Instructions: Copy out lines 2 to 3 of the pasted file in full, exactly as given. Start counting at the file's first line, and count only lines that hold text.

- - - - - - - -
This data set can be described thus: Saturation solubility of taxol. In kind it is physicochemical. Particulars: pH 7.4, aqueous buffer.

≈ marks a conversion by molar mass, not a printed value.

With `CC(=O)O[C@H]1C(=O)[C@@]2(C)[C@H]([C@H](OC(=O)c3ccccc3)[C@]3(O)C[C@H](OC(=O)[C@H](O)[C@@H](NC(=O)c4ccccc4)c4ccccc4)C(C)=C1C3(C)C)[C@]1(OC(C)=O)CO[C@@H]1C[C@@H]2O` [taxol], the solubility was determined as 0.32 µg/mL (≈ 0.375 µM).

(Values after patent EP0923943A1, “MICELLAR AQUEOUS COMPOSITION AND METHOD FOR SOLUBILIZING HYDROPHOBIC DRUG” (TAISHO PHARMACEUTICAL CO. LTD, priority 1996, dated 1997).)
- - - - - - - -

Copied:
≈ marks a conversion by molar mass, not a printed value.

With `CC(=O)O[C@H]1C(=O)[C@@]2(C)[C@H]([C@H](OC(=O)c3ccccc3)[C@]3(O)C[C@H](OC(=O)[C@H](O)[C@@H](NC(=O)c4ccccc4)c4ccccc4)C(C)=C1C3(C)C)[C@]1(OC(C)=O)CO[C@@H]1C[C@@H]2O` [taxol], the solubility was determined as 0.32 µg/mL (≈ 0.375 µM).